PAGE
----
An Irish fertility expert says he is shocked scientists in the United States has effectively given the green light to creating genetically-modified babies.
The US National Academies of Sciences and Medicine recommended that, with rigorous oversight, human gene-editing clinical trials could be allowed for serious inherited conditions.
The President of the Irish Fertility Association and medical director of Cork Fertility, Dr John Waterstone, does not believe human gene-editing is ethically acceptable.
“It is opening a Pandora’s box. It is fundamentally tampering with the genetic blueprint of life, and I think that is a step too far,” said Dr Waterstone.
“It is a profoundly radical step for the human race to take and I am shocked that the national academies have given it the green light. I am surprised that they did not just say no, this should not happen ever.”
The national academies’ report points out that technology is advancing very rapidly making heritable genome editing “a realistic possibility that deserves serious consideration”.
Although heritable germline genome editing trials must be approached with caution, it does not mean prohibition, the study committee said. At present, altering human germline (reproductive cells) is not allowed in the US and a number of other countries have signed an international convention that prohibits it.
Many oppose it on the grounds that permitting even unambiguously therapeutic interventions could start us down a path towards non-therapeutic genetic enhancement. If restrictions are removed, and for countries where germline editing would already be permitted, the committee recommends stringent criteria that would need to be met before going forward with clinical trials.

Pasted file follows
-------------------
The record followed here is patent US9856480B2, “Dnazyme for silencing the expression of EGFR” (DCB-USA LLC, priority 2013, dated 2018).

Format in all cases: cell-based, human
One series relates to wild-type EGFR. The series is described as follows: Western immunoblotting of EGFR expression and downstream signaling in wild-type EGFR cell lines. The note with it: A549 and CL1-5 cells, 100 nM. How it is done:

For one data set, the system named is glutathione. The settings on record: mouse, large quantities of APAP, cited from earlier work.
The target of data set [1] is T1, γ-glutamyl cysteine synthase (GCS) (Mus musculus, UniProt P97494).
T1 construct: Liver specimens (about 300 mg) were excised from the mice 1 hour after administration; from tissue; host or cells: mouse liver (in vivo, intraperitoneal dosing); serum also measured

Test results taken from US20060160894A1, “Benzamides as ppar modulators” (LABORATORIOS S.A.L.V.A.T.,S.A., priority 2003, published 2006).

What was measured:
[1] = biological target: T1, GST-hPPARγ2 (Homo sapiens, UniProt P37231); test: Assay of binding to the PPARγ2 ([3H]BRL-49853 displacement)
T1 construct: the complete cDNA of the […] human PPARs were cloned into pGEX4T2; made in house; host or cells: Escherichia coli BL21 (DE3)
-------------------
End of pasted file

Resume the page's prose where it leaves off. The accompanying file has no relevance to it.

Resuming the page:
Dr Waterstone said Cork Fertility had been able to screen embryos to see which ones are free from a genetic disorder.
“We do preimplantation genetic diagnosis which some people would have ethical concerns about but I think it is very acceptable and at least it’s safe.”
Preimplantation genetic diagnosis is another stage within in vitro fertilisation (IVF), the process by which an egg is fertilised by sperm outside the body.
“So we can get around the genetic problem by choosing an embryo that will hopefully produce a baby that is not affected by the condition, but we are not interfering with the fundamental genetic code,” said Dr Waterstone.
The Department of Health is drafting legislation on assisted reproduction and had been working on it for some time and is aware that the planned legislation will have to address issues like human germline editing.
“Certainly a position about the ethical acceptability of human germline editing will need to be taken when we do have legislation to cover this whole area,” said Dr Waterstone.
“Using human germline editing to create babies in actual clinical practice is a terribly radical thing to suggest. I would imagine that a lot of people will come out and say this is going too far and we need to be more cautious.”
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